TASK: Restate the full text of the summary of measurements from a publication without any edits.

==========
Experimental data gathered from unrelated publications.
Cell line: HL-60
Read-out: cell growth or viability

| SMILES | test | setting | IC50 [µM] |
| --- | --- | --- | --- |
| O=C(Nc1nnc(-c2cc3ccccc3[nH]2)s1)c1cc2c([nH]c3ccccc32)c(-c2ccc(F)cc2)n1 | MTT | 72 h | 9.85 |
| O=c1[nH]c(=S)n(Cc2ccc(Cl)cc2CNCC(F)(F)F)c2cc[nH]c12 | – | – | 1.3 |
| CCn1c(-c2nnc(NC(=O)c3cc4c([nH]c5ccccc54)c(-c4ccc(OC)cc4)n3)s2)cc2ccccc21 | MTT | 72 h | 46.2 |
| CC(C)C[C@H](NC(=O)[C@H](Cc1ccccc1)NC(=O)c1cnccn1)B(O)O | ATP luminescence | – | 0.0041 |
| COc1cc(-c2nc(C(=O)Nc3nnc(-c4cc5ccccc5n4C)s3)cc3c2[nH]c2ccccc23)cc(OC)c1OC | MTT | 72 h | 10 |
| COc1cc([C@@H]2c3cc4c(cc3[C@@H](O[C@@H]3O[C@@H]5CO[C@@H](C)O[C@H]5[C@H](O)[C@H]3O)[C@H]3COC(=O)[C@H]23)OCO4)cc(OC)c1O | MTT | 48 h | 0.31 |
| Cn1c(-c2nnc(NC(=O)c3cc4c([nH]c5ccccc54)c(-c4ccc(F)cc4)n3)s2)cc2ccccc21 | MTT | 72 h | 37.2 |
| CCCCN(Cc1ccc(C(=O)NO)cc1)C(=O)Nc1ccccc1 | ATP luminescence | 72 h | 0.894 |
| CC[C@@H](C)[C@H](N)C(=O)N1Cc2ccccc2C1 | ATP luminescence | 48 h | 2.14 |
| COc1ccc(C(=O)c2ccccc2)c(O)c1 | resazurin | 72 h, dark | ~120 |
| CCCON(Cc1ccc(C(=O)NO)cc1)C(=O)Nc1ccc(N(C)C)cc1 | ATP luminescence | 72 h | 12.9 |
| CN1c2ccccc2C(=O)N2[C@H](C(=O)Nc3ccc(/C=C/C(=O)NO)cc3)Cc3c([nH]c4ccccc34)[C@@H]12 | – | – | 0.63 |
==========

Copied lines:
Experimental data gathered from unrelated publications.
Cell line: HL-60
Read-out: cell growth or viability

| SMILES | test | setting | IC50 [µM] |
| --- | --- | --- | --- |
| O=C(Nc1nnc(-c2cc3ccccc3[nH]2)s1)c1cc2c([nH]c3ccccc32)c(-c2ccc(F)cc2)n1 | MTT | 72 h | 9.85 |
| O=c1[nH]c(=S)n(Cc2ccc(Cl)cc2CNCC(F)(F)F)c2cc[nH]c12 | – | – | 1.3 |
| CCn1c(-c2nnc(NC(=O)c3cc4c([nH]c5ccccc54)c(-c4ccc(OC)cc4)n3)s2)cc2ccccc21 | MTT | 72 h | 46.2 |
| CC(C)C[C@H](NC(=O)[C@H](Cc1ccccc1)NC(=O)c1cnccn1)B(O)O | ATP luminescence | – | 0.0041 |
| COc1cc(-c2nc(C(=O)Nc3nnc(-c4cc5ccccc5n4C)s3)cc3c2[nH]c2ccccc23)cc(OC)c1OC | MTT | 72 h | 10 |
| COc1cc([C@@H]2c3cc4c(cc3[C@@H](O[C@@H]3O[C@@H]5CO[C@@H](C)O[C@H]5[C@H](O)[C@H]3O)[C@H]3COC(=O)[C@H]23)OCO4)cc(OC)c1O | MTT | 48 h | 0.31 |
| Cn1c(-c2nnc(NC(=O)c3cc4c([nH]c5ccccc54)c(-c4ccc(F)cc4)n3)s2)cc2ccccc21 | MTT | 72 h | 37.2 |
| CCCCN(Cc1ccc(C(=O)NO)cc1)C(=O)Nc1ccccc1 | ATP luminescence | 72 h | 0.894 |
| CC[C@@H](C)[C@H](N)C(=O)N1Cc2ccccc2C1 | ATP luminescence | 48 h | 2.14 |
| COc1ccc(C(=O)c2ccccc2)c(O)c1 | resazurin | 72 h, dark | ~120 |
| CCCON(Cc1ccc(C(=O)NO)cc1)C(=O)Nc1ccc(N(C)C)cc1 | ATP luminescence | 72 h | 12.9 |
| CN1c2ccccc2C(=O)N2[C@H](C(=O)Nc3ccc(/C=C/C(=O)NO)cc3)Cc3c([nH]c4ccccc34)[C@@H]12 | – | – | 0.63 |